If you cannot afford to make your student loan payments, contact your loan servicer and see if you qualify for deferment, forbearance, or some other sort of reduced payment program. Simply ignoring the loans will not make them go away.

Can private student loans be deferred or placed in forbearance?

The short answer is, unfortunately, no. Deferment and forbearance are only guaranteed to borrowers of federal student loans (again, if you meet the eligibility requirements). That’s why, if you’re ever considering refinancing your federal student loans into a private student loan, you need to think long and hard: Doing so would mean you’re giving up these awesome safety nets.

That being said, most lenders will be lenient with borrowers who are facing economic hardship in the form of job loss. In these situations, most private lenders will offer you a month or two of voluntary forbearance to help you get back on your feet. During this time, you won’t be required to make payments, but your interest will continue to accrue. There’s no guarantee, though, so if you ever think you might not be able to make a payment, it’s in your best interest to call your lender as soon as possible to see what your options are.

There is also something called “administrative forbearance” that is available to student loan borrowers who have been impacted by a natural disaster such as a hurricane, tornado, earthquake, or something similar. Administrative forbearance is available by law, to all borrowers within a disaster zone, whether they are federal or private student loans, and typically lasts for 3 months from the date that the disaster was declared. Again, if you find yourself the victim of a natural disaster, it’s important that you call your lender and see what options are available to you: Don’t just assume that you’re covered!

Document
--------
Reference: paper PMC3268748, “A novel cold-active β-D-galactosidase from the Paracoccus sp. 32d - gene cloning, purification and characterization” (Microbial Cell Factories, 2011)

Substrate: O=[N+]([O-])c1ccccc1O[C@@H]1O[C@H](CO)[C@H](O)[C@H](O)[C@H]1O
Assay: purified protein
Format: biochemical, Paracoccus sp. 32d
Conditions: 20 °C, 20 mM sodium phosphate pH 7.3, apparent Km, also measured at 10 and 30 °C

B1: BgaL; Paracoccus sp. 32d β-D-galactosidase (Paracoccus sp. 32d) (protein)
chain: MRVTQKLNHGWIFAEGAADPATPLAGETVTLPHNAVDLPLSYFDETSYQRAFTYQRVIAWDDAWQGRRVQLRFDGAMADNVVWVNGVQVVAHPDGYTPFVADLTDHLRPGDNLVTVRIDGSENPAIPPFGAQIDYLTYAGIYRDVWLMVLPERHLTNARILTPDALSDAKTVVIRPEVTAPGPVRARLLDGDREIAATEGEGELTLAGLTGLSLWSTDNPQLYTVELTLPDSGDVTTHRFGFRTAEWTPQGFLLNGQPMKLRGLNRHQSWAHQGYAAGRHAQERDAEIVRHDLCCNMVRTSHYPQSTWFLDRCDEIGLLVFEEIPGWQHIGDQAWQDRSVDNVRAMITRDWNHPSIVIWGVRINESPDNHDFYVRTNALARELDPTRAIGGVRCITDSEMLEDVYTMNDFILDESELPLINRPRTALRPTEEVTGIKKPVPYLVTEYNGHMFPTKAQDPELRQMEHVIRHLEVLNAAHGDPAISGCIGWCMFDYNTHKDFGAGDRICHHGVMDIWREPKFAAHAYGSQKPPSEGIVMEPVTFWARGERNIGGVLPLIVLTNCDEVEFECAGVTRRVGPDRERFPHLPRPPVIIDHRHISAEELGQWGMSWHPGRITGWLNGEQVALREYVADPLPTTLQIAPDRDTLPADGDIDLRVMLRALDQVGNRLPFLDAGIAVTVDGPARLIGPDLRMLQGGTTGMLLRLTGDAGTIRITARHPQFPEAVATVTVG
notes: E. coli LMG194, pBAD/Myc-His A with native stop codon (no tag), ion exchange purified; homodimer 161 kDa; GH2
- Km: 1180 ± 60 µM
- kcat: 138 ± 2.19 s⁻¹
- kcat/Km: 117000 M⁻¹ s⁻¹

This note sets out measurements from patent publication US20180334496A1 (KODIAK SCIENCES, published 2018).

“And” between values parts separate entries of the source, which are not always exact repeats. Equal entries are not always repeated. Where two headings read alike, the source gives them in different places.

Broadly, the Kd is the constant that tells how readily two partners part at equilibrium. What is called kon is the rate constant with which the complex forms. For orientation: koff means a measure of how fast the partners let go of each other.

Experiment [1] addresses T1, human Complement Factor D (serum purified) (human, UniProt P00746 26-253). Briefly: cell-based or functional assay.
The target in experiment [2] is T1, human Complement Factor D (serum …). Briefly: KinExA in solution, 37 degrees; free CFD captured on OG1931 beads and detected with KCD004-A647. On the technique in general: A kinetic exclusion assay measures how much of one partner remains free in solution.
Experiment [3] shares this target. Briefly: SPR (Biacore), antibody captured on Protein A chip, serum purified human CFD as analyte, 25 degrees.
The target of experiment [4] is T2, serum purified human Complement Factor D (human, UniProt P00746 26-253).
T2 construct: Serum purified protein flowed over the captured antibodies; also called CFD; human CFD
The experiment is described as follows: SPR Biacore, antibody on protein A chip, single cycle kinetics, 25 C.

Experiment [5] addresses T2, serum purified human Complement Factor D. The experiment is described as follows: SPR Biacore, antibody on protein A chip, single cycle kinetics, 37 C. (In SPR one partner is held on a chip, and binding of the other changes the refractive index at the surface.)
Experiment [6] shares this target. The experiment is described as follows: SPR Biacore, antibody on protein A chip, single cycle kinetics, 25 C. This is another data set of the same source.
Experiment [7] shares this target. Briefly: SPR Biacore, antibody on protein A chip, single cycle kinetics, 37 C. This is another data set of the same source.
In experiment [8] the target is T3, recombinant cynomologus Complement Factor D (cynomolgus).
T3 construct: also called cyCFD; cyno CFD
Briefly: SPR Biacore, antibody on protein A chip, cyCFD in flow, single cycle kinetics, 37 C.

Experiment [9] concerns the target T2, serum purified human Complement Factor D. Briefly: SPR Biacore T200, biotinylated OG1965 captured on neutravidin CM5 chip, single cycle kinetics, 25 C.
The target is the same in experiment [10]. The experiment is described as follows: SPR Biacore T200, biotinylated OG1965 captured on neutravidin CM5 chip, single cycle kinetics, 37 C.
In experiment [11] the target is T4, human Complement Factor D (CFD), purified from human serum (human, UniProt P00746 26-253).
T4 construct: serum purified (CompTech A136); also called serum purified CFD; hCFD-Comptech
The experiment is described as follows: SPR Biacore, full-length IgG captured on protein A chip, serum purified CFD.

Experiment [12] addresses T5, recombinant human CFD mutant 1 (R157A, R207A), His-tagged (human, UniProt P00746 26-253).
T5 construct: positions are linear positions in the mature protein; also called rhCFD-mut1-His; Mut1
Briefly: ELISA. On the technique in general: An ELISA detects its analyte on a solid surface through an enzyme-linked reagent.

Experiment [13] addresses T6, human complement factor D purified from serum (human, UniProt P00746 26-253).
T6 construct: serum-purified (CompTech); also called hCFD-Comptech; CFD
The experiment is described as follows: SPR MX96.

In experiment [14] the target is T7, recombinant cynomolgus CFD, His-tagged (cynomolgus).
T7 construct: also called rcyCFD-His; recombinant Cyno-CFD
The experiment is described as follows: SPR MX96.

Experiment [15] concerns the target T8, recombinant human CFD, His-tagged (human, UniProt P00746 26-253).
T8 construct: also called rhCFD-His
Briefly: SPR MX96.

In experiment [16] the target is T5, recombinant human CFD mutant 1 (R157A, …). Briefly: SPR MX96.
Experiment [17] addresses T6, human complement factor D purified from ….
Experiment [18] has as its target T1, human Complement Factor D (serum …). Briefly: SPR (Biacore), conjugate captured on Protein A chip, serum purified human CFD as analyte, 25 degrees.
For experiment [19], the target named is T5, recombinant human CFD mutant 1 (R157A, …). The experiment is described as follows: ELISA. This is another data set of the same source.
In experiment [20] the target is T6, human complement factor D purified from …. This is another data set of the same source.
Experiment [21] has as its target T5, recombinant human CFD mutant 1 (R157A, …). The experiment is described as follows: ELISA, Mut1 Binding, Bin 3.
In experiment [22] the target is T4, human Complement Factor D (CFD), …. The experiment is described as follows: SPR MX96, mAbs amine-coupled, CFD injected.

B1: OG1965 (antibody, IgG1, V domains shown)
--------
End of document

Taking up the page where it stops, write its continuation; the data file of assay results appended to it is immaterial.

Know Before You Agree

Deferment and forbearance can be powerful tools to help you get back on your feet during a period of unemployment or economic hardship, but the fact that they may increase the total amount of money that you owe should make you pause before you agree to anything.

Before agreeing to a period of deferment or forbearance, you need to make sure you understand what is going to happen to your loans during this time. Before agreeing to either option, make sure you ask your loan servicer the following questions:

  • Will your loans continue to accrue interest?
  • How might deferment or forbearance impact your future loan payments (Will the payments be higher due to capitalized interest that accrues)?
  • How long is the period of deferment or forbearance?
  • When can I decide to pay off the accrued interest before it is capitalized, if I am financially able to do so?

About Tim Stobierski

Tim Stobierski is the founding editor of Student Debt Warriors. A freelance writer and editor with a passion for teaching people about all things personal finance, his goal is to help parents and students tackle their student loan problems so that they can live happier, healthier lives. Tim's writing has appeared in a number of publications, including The Huffington Post, The Hartford Courant, Grow Magazine, and others. His first book of poetry, "Chronicles of a Bee Whisperer," was published in 2012 by River Otter Press.